||History has it that an exiled Edo prince from ancient Benin Empire named Ekaladerhan became
the first Ooni, that is to say, the first king of Ile Ife. His people deified him after his passing away, and
thereupon they invent about him a legend in which he became Oduduwa. However, apart from the Oduduwa
of the legend, there was another mythological Oduduwa in Yoruba cosmogony. This latter is a deity;
Olodumare, the Yoruba supreme God, ordered him to create the earth at the beginning of times. In fact, the
deity Obatala was the first deity asked to do the task of creating a habitat for humanity, but he failed to do so.
Therefore, Olodumare called on Oduduwa to do the sacred task of turning water into earth. Atukwei Okai, a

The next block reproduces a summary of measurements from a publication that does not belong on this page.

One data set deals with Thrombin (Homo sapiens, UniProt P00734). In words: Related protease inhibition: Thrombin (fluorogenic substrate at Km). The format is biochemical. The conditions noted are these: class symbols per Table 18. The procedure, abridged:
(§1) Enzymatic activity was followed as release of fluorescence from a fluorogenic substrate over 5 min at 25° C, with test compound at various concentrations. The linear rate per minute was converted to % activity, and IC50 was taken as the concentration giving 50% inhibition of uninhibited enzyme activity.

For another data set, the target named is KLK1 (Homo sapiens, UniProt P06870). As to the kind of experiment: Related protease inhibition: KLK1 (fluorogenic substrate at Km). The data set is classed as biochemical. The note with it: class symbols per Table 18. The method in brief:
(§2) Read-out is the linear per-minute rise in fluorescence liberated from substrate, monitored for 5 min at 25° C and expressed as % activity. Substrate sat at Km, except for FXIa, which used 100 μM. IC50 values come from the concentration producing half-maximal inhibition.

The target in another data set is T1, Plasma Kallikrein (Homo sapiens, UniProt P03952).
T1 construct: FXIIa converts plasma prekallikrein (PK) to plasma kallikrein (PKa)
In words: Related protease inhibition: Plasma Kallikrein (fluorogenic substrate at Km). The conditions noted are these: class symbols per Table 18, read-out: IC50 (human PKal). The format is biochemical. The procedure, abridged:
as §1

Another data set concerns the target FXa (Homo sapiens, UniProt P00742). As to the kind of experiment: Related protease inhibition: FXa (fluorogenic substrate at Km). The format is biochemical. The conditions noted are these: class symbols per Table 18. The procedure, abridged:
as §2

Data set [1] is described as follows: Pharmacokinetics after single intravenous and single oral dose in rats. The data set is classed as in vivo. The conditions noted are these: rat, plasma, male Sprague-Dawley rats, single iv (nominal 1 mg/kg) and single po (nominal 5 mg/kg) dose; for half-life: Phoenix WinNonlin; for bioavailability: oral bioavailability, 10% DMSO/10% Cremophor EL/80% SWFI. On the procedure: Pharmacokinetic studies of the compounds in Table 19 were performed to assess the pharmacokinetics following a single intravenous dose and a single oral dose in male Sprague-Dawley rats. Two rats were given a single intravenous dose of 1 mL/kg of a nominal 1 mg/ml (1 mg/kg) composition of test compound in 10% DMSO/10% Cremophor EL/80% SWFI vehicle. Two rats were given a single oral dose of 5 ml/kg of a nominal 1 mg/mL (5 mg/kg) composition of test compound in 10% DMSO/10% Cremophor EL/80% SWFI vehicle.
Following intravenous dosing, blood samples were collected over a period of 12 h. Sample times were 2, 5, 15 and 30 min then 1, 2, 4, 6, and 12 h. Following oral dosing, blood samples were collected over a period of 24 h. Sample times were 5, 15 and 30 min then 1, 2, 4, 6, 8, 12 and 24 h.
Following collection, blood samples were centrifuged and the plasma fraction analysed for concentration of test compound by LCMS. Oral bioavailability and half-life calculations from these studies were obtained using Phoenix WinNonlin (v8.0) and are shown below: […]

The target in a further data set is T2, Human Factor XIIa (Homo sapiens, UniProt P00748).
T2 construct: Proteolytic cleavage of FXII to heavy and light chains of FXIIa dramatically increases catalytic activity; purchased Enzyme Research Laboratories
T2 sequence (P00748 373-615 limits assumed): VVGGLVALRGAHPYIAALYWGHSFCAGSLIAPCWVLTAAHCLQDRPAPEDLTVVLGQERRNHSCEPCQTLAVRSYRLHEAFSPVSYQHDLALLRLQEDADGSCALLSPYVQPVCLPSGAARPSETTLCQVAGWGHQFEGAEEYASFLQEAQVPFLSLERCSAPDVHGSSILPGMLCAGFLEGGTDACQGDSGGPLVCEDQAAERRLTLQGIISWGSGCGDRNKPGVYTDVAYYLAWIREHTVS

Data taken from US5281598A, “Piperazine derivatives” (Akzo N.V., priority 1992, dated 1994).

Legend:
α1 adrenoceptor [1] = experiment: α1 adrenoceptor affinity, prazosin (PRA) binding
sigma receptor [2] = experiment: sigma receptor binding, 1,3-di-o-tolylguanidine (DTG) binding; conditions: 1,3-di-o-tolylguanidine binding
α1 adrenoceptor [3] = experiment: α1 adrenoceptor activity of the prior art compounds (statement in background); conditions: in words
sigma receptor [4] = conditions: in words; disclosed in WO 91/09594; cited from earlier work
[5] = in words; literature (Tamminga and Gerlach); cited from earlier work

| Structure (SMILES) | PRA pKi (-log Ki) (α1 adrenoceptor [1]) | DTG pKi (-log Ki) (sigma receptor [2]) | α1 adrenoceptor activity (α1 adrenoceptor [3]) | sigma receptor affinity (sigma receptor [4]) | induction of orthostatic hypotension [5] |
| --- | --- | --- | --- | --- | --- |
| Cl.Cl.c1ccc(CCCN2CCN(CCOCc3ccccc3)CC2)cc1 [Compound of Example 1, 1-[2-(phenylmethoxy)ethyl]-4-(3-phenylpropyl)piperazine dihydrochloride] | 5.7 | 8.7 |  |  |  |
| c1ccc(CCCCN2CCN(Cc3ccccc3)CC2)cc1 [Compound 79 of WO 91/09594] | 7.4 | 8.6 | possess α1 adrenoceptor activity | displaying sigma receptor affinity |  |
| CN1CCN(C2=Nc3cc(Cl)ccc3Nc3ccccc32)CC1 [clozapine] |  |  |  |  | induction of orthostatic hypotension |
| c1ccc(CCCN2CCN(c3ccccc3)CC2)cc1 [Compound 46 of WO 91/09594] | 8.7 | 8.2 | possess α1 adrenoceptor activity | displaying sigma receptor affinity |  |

Ghanaian poet, wrote a poem he entitled “Fanfare for Oduduwa” to honour this mythological Yoruba
divinity. The poet does not concern himself with the legend of the first Ooni of Ile-Ife, the deity’s namesake;
instead, he only focuses on the myth. The Ghanaian poet rewrites the Yoruba story of creation and turns it
into a sexual encounter between the sea and the spiritual entity, called Oduduwa.